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Leila Drake and Jack Stewart as Yolanda and Frank Veloz in State Street Ballet of Santa Barbara’s “An American Tango.”
Photo by David Bazemore
Leila Drake and Jack Stewart as Yolanda and Frank Veloz in State Street Ballet of Santa Barbara’s “An American Tango.”

Seven Days, Review, Broad Stage, Santa Monica, Dance

Santa Barbara’s State St Ballet Graces The Broad Stage

Posted Oct. 1, 2013, 10:44 am

Beverly Cohn / Editor-At-Large

“An American Tango – The Story of Veloz and Yolanda” pays homage to Frank Veloz and Yolanda Casazza Veloz, a very famous dance couple in the 1930s and 1940s who graced the cover of “Life Magazine” which declared them the Number One Ballroom Dance Couple in America. At the height of their careers, they were earning $8,000 a week, a huge amount of money for that period.

Their colorful lives are re-enacted through the dazzling dance narrative conceived and written by their son Guy Veloz, and choreographed and directed by William Soleau.

Two performances were held at The Broad Stage in Santa Monica on Sept. 21 and 22.

With a profusion of stunning gowns designed by A. Christina Gianni, based on Yolanda’s original wardrobe, this highly accomplished company takes us back to the prohibition era when Dutch Schultz dominated the gangster scene and became the dance team’s benefactor. 

With the guidance of some of their seedy friends, Veloz and Yolanda took their dancing from dives in Havana and Miami to an unprecedented appearance at Carnegie Hall and a rare performance at the famous Hollywood Bowl in Los Angeles where they continued to dazzle audiences with their grace and beauty.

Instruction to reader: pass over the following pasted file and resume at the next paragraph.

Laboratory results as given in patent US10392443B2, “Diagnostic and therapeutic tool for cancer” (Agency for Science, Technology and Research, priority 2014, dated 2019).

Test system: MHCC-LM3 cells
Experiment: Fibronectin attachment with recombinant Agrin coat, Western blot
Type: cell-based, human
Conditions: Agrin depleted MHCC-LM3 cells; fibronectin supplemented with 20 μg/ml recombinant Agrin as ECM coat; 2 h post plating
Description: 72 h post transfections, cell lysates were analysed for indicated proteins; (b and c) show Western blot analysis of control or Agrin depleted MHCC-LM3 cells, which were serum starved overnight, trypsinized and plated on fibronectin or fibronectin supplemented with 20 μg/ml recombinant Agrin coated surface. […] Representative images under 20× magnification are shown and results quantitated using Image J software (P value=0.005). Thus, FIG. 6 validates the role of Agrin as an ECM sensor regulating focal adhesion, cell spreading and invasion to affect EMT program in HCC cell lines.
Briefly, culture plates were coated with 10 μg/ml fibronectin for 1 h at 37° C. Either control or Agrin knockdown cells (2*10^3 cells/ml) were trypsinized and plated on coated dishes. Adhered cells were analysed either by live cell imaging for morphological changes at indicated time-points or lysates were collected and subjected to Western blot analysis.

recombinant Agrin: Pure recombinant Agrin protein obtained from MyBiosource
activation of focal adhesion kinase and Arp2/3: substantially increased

In a dance journey back in time, dances of a particular era, illustrated through vintage photos in the Multimedia Design by David Bazemore and William Soleau with shots of soup kitchens, tenement buildings, and beer barrels, the skilled company brought back to life popular dances of that era including the Cake Walk Lindy, Charleston, Waltzes and the impeccably executed Tango, all of which were accompanied by the traditional music of that time composed by Aaron Copland, Duke Ellington, George Gershwin, Fats Waller, Angel Villoldo, Ismael Betancor, Jimmy McHugh, Lalo Schifrin, and Astor Piazzolla.

The story moved forward through the use of the narrator and the team’s manager Auggie, played by Joseph Fuqua, who broke the fourth wall and spoke directly to the audience and then seamlessly joined the dance action.  Two highly skilled dancers played the dance team - Jack Stewart as Veloz and Leila Drake as Yolanda - both of who embodied this famous couple, and took us through the good times and the bad. 

We see, through dance sequences, Veloz’s propensity for gambling, excessive drinking, and cheating on his wife with the ultimate devastating effects it had on his marriage.

In one of the outstanding poetic moments, a graceful dance routine was performed by Drake and Stewart concurrently with the original Veloz and Yolanda as projected on stage in the multi-media design - truly a showstopper.

While the entire company danced to perfection, some of the featured dancers included Randy Herrera as Dutch Shultz, Cecily Stewart as Jean Veloz, and Gary McKenzie as Walter Winchell.

The only sad thing is that “An American Tango – The Story of Veloz and Yolanda” had only two performances so those of you who didn’t see his delicious program missed out on a very special dance experience.  

If this is performed again in Santa Barbara, it’s worth the drive.

For more information on the St Street Ballet, visit www.anamericantango.com.

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